4 Ideas that Inform and Drive Our Work

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George Knowles, Communications Associate

For over 20 years, AYPF’s mission has been to ensure that all young people are well equipped to be successful. We’ve placed a strong emphasis on highlighting policies and practices that prepare youth for earning a sustaining wage, being civically and socially engaged, and becoming lifelong learners.

Our focus remains committed to at-risk, vulnerable, and disconnected youth, and AYPF has made a deliberate effort to promote strategies, policies, and practices that address the needs of “the Forgotten Half.” Young people of color, youth who live in low-income communities, youth in foster care, recent immigrants, youth with mental health challenges, and youth involved with the justice system often face formidable barriers and are in need of access to opportunities to achieve success in school, work, and life. We help decision makers learn about programs, policies, and strategies that help these youth succeed.

As our knowledge and thinking has evolved over the past two decades, we are now organizing our work around four guiding principles that, we believe, will be most effective in improving youth outcomes:

Personalized, Student-Centered Learning

Students often learn in many different ways, and at different paces and learning environments. Instructional methods that are effective for one student may not necessarily work for another, so learning experiences must be customized to address the wide range of social, emotional, and academic needs of individual students, building upon their interests. Low-income and vulnerable youth often are in most need of personalized learning opportunities as they face additional challenges, including a range of social and emotional stressors.

AYPF will continue to showcase schools and programs that work collaboratively to create individualized, student-centered learning experiences that foster long-term youth success and engage students in taking ownership of their learning. We will be facilitating conversations around the role of school and community-based partners, opportunities for youth voice, and support for vulnerable populations in innovative settings that acknowledge and address individual learning needs

Advancement Upon Mastery

Too often, students are advanced through K-12 education without demonstrating that they’ve mastered the required academic content. To be truly college and career-ready, AYPF believes that academic advancement should depend on a demonstrated mastery of subject matter, and not by an arbitrary calendar date.

Strategies such as competency-based education (CBE) and dual enrollment allow for students to progress at their own pace, depending on their needs and circumstances. Both approaches also allow for increased transparency for students, teachers, and parents, as well as the chance to adjust curricula and pacing as needed. As momentum builds around these approaches, AYPF will continue to investigate how assessment, accountability, and professional development must evolve in a competency learning system.

Multiple Pathways and Options to Success

Today’s students and youth come from a variety of socioeconomic backgrounds with a wide range of skills, learning styles, and interests. Students need opportunities and alternative paths to success that reflect this diversity. Young people’s needs can differ dramatically, depending on a range of circumstances.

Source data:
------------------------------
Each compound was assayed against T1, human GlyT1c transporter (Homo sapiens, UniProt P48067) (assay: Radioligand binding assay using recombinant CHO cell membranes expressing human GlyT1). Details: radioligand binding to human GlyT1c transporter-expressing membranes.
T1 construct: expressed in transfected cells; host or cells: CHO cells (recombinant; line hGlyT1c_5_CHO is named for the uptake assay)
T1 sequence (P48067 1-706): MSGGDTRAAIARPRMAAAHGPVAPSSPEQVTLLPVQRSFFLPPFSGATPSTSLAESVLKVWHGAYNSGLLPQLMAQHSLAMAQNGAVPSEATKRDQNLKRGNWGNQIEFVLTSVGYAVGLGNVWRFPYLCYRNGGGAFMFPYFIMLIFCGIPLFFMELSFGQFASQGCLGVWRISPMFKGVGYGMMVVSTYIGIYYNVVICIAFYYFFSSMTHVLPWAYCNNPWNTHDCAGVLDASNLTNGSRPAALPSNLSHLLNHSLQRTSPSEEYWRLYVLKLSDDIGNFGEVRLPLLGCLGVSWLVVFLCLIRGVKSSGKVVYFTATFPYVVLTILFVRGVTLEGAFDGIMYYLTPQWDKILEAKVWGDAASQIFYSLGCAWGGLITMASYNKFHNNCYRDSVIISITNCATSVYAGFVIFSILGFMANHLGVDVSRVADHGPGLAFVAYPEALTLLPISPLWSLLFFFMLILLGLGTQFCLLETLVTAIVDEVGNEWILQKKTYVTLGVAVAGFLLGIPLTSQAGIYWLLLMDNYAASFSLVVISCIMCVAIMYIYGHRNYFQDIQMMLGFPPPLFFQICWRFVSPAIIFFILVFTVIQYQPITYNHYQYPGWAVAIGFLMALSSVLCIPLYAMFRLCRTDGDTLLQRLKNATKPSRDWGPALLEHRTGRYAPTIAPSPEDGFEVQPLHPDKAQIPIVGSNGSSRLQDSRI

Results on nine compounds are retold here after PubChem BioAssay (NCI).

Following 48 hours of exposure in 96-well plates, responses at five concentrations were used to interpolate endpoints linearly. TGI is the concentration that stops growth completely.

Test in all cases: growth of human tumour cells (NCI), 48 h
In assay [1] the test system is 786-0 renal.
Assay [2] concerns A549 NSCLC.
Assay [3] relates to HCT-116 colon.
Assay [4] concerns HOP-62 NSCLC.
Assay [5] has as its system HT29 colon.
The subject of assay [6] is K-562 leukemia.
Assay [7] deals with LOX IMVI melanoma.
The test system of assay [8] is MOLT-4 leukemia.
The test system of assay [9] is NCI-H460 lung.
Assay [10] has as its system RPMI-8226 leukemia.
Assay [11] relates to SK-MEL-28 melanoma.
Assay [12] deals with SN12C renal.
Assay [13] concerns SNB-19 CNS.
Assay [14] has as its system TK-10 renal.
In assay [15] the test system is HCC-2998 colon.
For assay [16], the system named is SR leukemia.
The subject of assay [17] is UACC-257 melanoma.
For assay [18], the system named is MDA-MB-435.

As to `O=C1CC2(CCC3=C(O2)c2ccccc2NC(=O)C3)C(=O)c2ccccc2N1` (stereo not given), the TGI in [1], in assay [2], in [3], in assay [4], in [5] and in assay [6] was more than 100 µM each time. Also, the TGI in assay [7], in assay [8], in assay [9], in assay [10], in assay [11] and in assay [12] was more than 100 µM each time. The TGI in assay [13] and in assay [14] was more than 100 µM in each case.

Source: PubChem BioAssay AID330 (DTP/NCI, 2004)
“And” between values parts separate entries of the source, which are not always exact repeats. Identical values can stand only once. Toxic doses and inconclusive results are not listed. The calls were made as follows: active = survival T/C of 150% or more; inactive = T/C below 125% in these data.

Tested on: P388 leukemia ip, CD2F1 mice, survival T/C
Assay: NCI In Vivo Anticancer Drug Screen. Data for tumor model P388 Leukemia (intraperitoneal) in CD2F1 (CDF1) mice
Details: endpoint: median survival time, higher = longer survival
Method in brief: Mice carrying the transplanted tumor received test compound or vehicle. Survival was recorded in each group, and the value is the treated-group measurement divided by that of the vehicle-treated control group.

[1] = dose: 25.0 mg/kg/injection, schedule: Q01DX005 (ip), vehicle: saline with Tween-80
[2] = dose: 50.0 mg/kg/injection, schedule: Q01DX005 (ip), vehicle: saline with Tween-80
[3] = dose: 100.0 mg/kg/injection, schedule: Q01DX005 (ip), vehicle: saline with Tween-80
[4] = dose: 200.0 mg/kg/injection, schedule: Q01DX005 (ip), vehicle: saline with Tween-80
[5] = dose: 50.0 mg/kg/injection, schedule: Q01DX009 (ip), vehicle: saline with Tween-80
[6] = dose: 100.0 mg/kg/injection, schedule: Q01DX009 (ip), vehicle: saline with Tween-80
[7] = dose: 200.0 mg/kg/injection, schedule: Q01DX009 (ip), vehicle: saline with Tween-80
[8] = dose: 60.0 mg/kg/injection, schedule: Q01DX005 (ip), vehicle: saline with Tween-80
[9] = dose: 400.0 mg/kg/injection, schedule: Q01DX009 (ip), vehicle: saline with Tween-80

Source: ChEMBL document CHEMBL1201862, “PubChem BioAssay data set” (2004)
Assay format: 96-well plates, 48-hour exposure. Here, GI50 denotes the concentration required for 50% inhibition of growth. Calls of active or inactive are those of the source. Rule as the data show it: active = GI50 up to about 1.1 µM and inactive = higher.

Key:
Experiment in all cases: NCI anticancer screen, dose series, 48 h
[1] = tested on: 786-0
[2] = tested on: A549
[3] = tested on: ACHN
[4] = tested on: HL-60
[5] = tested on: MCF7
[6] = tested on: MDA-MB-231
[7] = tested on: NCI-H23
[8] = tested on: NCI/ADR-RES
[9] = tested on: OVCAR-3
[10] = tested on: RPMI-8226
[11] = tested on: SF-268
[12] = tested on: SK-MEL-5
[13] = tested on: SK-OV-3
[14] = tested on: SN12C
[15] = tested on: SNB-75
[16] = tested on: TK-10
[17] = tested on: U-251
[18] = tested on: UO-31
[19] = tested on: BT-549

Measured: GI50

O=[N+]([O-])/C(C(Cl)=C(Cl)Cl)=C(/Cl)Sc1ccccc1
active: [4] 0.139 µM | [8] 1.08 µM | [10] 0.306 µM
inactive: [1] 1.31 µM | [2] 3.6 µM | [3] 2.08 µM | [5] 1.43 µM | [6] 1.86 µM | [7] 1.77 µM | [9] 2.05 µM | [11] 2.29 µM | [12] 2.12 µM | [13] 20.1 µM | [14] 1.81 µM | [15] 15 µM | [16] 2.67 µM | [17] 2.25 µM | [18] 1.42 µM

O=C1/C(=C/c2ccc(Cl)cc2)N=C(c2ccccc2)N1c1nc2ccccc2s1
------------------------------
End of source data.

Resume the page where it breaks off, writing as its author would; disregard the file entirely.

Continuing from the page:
Youth in foster care, youth in juvenile justice, or youth who are overage or behind in high school credits will likely have significantly different needs and goals, and will need a range of different options and pathways to help them succeed.

AYPF will continue to document pathways to postsecondary success and the workforce for vulnerable youth and drive the national dialogue by highlighting opportunities for state and federal policy to allow youth, especially disconnected youth, to achieve long-term success.

Creating Collaborative Systems and Structures that Support Youth

In order to ensure that youth are healthy, educated, and productive. AYPF believes that communities must build robust, overarching support systems that include education, workforce preparation, social and child services, and health and mental health. The growing coordination of community groups, schools and colleges, in partnership with state, federal, and local governments are critical to customizing these solutions.

Important work in building the capacity for collaboration is being done across the country, and many examples of successful approaches that can inform policy exist. AYPF will continue to convene representatives from diverse sectors and outline opportunities for better coordination in policy and practice.

As young peoples’ needs change, so will AYPF’s work, but achieving success in these four broad policy areas will continue to serve as our guiding principles and inform our work. The needs of young people, and especially disconnected or vulnerable youth, are as urgent as ever. A flexible, comprehensive approach that addresses individual student needs for success is what they deserve.

George Knowles is a Communications Associate with the American Youth Policy Forum.


The American Youth Policy Forum (AYPF), a nonprofit, nonpartisan professional development organization based in Washington, DC, provides learning opportunities for policy leaders, practitioners, and researchers working on youth and education issues at the national, state, and local levels. AYPF events and publications are made possible by contributions from philanthropic foundations. For a complete list, click here.